The IZS-35M like many target pistols is a bit finicky about feeding different types of ammo, as I found out. Once I found a brand and type it liked to feed reliably the pistol ran just as well as any other pistol I have. If I had to compare it to anything else I would say it reminds me of a rimfire Sig P-210. When it finds what it likes to eat, the reliability and accuracy is bordering on ridiculously good. Sometimes finding what a gun feeds best can be a frustrating ordeal for the guns owner. Luckily this was figured out faster than I expected when I just spoke with the pistols owner and he told me what to use. Any issues after that were 100% shooter errors.

The trigger being adjustable is a great touch for shooters who need it, since this wasn’t my pistol I wasn’t going to tinker with anything. The trigger has a short travel to engage but the reset was longer than I expected. It’s not a huge issue just one that confused me some. I admit this might be because I only had a few hundred rounds with this gun or the nature of the trigger set up itself. Either way it’s smooth but an odd travel arrangement

When it comes to shooting the pistol I have to mention that the magazine release on towards the very bottom of the grip which was break from most guns that I own or have any amount of time using. The magazine release is easy to operate and not awkward in anyway in its function, it’s just in an odd “European” style position much like older Berettas and Sigs.

Would I Own This Pistol ?

Would I own the IZH-35M ? Absolutely NO, never, ever, and let me explain why. This is a very well build and moderately priced pistol with a very specific purpose. That purpose is competition or target shooting at a very nigh level. I don’t do that type of shooting and have zero interest in getting involved with it. So this tool pistol doesn’t meet my needs. It’s just that simple. That’s not a negative on the gun at all.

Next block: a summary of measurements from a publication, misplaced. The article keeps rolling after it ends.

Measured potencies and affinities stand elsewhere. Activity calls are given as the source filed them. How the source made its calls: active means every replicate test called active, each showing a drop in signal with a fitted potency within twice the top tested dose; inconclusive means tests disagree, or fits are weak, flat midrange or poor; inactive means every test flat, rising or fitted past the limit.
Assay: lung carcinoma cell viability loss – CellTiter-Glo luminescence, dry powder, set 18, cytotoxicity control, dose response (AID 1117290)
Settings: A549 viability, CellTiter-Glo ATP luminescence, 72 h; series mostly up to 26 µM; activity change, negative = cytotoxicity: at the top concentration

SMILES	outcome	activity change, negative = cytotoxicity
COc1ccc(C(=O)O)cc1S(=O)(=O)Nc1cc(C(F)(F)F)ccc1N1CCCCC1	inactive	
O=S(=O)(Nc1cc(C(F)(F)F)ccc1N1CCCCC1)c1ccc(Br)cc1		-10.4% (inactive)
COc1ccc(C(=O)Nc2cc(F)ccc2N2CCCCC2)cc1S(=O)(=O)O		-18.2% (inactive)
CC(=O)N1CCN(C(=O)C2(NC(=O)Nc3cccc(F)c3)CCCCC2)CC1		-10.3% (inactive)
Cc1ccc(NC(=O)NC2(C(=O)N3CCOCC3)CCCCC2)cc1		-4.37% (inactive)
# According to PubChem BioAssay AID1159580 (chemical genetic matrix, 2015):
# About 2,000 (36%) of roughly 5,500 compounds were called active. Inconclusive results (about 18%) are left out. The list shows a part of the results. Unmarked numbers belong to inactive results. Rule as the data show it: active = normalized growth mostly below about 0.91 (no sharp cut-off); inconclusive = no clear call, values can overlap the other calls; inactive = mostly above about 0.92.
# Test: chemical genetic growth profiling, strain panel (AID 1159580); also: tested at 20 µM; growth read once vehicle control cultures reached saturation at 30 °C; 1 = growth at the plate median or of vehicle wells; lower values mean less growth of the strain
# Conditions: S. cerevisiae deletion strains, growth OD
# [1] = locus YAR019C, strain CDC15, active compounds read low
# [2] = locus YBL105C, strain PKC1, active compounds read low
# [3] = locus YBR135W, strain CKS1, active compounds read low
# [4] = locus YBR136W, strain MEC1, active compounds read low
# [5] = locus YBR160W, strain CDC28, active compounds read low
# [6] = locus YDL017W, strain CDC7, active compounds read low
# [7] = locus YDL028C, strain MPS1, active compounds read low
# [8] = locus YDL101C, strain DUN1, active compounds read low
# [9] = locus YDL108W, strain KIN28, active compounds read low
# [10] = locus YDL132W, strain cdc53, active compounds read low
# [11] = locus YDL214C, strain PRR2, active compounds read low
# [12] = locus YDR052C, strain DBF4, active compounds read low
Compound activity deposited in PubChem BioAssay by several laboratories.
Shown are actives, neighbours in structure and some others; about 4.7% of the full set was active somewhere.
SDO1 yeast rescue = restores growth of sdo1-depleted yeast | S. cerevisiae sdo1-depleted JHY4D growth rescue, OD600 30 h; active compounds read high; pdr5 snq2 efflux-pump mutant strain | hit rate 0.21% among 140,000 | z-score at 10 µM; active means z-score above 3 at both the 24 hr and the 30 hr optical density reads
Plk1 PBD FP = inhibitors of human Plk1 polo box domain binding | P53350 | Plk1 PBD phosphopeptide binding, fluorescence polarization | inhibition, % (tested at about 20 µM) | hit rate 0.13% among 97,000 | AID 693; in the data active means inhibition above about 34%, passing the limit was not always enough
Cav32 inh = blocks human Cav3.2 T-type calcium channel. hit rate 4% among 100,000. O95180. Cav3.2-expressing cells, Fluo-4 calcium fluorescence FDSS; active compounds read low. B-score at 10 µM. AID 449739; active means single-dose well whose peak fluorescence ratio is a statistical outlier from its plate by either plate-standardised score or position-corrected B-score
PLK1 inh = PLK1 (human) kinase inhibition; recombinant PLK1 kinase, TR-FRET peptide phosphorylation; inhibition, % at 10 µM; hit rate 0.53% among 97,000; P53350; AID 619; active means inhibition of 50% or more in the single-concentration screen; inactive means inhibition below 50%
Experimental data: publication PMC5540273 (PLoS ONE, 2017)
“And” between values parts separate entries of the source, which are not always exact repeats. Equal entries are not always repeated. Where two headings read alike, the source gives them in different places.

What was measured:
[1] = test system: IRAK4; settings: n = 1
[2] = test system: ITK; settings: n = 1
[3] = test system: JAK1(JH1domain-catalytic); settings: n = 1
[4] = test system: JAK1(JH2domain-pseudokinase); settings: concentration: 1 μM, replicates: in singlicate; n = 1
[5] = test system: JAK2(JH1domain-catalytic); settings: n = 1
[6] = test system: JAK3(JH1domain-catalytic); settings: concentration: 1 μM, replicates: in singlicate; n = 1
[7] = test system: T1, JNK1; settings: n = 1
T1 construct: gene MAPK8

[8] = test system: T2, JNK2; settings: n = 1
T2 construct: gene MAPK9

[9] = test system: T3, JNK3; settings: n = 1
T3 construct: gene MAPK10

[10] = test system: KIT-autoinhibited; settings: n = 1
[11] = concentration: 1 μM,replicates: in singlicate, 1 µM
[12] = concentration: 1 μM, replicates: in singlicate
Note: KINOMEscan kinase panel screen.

You don’t buy a semi truck to commute to work in because it’s the wrong vehicle for the job, the same methodology applies here. Now if you are a target shooting or what to get involved in that type of shooting then yes this pistol might fit your needs or requirements.

Overall testing and evaluation this pistol was a great experience where I learned a lot about a pistol I had never heard about and a style of shooting I had very little exposure to. I wanted to thank my fellow Veteran, friend and colleague Tom Koloski (Retired USMC Major) who agreed to lend me the pistol for this testing. The Baikal IZH-35M has been wiped down, clean and returned in the same condition I received it in.

About the Author /

Rick Dembroski spent 10 of the best years of his life as a USAF Civil Engineer, traveling the globe, drinking beer, and causing chaos. His superiors dubbed him "King of Useless Knowledge" a title that he still loves to this day. After his military career he chose to stay in the frozen north of Alaska and currently works as an Emergency Management Specialist combining his love of chaos with preparedness to ensure people know how to survive disasters.


  • Phil

    January 6, 2021

    6 January 2021

    Rick, I’ve owned one of these for many years, and will be shooting it this evening indoors. It fits the hand like a glove, or can easily be adjusted to do so. Accuracy and reliability leaves nothing to be desired. Same with fit and workmanship. The trigger has more types of adjustability than one could hope for. It digests a wide range of ammo and I have not found it to be as finicky with ammo as you believe. It accepts S&W magazines, slightly modified around the lower outside, if you know how. It has won a number of Olympic medals for the Russians. The top is already drilled and tapped for a Weaver rail, so any number of scopes or dot sights can be mounted quickly. This makes it a single hole shooter, and perfect for hunting or just playing on the range. It’s no concealed carry .22 , and you will not find an off-the-shelf holster, but there is nothing as fine on the market until you get into $3,500 foreign target pistols. I won’t be parting with mine anytime soon.